Meet Our Champions: Dan Fortin

The Champions series by Sarah Brown profiles those who are supporting social and economic good in society. This is Carleton’s founding premise and it’s being celebrated on the cusp of the university’s 75th anniversary in 2017. Learn more about Carleton’s most ambitious comprehensive fundraising campaign. Together, we’re #HereforGood. 

Dan Fortin photographed in Toronto 2016 by Chris Roussakis

 

Dan Fortin, BEng/78, LLD/09, stepped straight out of university and into a job with IBM, launching a high-tech career that saw him take on increasingly challenging management roles in the company, retiring as president of IBM Canada in 2014. Throughout his career he has always carved out time to get involved with philanthropic and not-for-profit causes. Says Fortin: “I find it a privilege to be asked to help. I get a tremendous amount of joy and satisfaction from giving back.”

Fortin sits on Carleton’s Board of Governors and uses his considerable skills as a champion for the Fund for Good. His goal is a lofty one — work with his fellow alumni to raise $1 million to fund students looking to get involved in experiential learning opportunities. “This campaign is so exciting because it is so diverse,” says Fortin, who envisions students from all faculties having the opportunity to undertake in-depth research studies, internships, and overseas learning.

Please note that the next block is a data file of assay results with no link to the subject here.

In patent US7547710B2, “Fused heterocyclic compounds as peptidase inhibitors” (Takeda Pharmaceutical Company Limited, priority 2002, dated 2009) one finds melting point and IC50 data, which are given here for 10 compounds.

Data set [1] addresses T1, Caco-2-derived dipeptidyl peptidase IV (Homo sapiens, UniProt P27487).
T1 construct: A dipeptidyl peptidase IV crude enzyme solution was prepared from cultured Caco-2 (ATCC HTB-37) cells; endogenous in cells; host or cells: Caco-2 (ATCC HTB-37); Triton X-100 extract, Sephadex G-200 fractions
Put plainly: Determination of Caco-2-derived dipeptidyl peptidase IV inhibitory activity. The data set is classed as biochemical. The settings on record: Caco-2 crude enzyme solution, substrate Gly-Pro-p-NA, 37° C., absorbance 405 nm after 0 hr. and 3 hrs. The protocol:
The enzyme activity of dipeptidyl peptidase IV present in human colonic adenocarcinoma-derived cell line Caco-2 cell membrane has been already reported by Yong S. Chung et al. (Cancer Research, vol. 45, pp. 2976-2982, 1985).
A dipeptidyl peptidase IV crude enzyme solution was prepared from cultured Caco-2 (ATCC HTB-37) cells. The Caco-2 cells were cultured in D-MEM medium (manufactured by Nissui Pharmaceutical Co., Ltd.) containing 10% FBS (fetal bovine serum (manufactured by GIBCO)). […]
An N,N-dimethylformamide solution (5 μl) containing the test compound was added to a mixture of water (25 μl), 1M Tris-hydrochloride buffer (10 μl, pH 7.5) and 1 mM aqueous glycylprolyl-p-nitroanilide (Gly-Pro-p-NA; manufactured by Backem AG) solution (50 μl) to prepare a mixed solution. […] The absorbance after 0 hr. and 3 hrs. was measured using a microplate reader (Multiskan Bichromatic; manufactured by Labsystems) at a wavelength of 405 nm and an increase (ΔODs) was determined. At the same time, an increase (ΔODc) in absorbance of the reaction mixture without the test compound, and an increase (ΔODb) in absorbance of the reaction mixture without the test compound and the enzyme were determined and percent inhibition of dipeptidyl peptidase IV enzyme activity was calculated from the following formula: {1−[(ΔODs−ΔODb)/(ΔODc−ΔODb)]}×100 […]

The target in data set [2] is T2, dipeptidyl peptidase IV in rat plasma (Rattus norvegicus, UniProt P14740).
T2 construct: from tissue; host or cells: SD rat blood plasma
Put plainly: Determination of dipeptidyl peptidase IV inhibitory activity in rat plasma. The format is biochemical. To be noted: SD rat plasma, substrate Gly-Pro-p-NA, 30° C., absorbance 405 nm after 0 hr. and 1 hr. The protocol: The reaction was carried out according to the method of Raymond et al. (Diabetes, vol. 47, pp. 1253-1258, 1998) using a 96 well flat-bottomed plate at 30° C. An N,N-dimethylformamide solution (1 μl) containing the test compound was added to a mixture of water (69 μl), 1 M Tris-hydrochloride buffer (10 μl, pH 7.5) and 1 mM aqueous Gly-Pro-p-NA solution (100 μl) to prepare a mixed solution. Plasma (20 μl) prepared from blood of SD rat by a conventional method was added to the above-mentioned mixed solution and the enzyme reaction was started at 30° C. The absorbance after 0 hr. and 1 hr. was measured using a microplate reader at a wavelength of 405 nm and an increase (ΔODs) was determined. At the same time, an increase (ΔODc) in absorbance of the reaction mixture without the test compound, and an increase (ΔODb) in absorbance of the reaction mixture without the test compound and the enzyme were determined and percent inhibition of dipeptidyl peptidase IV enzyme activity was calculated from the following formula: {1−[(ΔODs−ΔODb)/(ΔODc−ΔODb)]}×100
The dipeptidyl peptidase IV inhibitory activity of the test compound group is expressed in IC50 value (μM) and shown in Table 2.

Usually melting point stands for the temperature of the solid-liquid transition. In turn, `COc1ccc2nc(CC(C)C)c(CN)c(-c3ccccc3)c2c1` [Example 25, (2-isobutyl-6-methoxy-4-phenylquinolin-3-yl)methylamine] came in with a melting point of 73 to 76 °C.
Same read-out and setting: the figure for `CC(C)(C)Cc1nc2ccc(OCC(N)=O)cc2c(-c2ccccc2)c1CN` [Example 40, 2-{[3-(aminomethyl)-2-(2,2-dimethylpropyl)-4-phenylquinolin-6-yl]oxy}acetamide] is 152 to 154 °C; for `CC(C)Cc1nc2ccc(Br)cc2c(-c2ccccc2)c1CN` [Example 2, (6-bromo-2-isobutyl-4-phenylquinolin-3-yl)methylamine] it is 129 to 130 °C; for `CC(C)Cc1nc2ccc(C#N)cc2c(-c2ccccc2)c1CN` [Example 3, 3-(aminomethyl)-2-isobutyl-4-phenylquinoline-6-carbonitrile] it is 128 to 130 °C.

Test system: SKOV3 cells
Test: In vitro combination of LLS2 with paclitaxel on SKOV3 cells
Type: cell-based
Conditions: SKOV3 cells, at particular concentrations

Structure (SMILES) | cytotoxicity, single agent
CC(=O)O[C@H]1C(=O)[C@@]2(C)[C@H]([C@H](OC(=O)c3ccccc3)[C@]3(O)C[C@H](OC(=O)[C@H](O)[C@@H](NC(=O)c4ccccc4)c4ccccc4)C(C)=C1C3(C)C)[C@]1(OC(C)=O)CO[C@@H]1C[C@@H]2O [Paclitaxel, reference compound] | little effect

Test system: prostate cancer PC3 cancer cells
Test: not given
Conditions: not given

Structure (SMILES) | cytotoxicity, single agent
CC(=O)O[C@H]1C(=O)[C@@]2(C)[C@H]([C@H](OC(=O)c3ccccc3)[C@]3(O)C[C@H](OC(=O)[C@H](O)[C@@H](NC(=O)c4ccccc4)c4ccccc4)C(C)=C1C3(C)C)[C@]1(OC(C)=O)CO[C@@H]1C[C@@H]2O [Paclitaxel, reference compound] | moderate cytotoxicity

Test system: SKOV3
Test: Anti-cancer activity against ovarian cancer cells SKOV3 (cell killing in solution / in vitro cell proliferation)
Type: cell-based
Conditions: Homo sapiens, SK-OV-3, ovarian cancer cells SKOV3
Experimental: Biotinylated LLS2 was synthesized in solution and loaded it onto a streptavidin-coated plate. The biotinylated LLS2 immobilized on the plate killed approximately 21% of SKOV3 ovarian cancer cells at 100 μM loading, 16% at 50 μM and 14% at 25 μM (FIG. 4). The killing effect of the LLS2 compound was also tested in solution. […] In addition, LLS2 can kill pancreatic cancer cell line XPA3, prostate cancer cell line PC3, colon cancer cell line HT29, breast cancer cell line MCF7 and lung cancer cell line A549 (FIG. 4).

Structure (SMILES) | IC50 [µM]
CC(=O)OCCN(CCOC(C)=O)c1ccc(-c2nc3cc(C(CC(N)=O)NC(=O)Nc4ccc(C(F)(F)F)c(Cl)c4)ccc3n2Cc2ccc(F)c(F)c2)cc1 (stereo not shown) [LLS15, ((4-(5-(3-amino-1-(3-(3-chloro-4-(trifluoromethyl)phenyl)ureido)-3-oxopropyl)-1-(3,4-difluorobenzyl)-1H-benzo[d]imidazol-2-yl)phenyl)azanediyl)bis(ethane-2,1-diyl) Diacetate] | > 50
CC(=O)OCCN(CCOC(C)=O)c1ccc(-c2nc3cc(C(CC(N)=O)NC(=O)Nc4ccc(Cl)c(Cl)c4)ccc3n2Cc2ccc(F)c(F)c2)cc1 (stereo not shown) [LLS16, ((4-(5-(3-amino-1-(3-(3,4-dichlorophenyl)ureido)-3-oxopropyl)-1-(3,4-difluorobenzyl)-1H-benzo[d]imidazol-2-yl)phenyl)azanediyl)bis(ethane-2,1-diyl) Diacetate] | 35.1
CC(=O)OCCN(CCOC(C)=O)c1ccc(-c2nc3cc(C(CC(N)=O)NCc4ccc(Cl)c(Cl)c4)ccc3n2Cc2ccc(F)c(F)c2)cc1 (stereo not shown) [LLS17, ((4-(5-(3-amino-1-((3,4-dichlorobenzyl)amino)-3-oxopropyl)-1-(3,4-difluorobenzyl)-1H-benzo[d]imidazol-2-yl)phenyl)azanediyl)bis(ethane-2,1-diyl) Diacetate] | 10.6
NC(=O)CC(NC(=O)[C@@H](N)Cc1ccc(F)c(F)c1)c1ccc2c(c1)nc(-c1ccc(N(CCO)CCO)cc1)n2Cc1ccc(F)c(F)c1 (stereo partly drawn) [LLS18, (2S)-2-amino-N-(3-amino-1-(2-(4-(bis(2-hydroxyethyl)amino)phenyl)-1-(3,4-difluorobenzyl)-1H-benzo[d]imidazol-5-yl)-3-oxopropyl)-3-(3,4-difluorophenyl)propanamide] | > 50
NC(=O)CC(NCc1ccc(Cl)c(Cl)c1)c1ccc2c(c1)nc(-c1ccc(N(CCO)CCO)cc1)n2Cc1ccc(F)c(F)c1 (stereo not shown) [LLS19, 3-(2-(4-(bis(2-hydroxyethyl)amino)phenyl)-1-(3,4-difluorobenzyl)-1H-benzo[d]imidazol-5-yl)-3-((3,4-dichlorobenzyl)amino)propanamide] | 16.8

Carleton U. supporter Dan Fortin gives his take on what makes his alma mater so awesome — and plays a quick game of Would You Rather:

Alma Matters

As a teen, my favourite books… were written by Wilbur Smith. I’ve actually been reading his books for more than 40 years. He’s a historical novelist from Africa. His work is fictional, but he has created a couple of different families and his novels follow their lives through the 18th century. What was it like to go on an elephant-hunting trip way back then? What was it like in the diamond mines? I’d wait for his books to come out and set them aside for when I had vacation time.

If I could start all over again at Carleton, I would… study engineering just like I did the first time around. It was perfect for me. The unique thing about the engineering program when I was there was that it was a cross-disciplinary until my final year. We were all in together. There was such a richness in doing it this way.

Education is so important because… you learn to learn. And once you’ve got that mastered, you can accomplish so much.

I give back because… Carleton University is a unique institution. It offers many interdisciplinary degrees, which I think is so important. The university leads the way in this, and I’m extremely proud of what it’s doing. The world today is interdisciplinary and collaborative.

Dan Fortin photographed in Toronto 2016 by Chris Roussakis

 

Would You Rather?  

Given that engineers are renowned for having adventurous spirits, we challenge you, Dan Fortin, to a series of “would you rather” questions in honour of Carleton University’s 75th birthday in 2017.

Would you rather… go back in time to a Panda Game from your undergrad years or enjoy a front-row seat at the 2017 game?

Fortin: I’d love to go back to 1978. I can’t even begin to describe what the game was like in the 70s, and that will never be repeated, so it would be fun to relive it.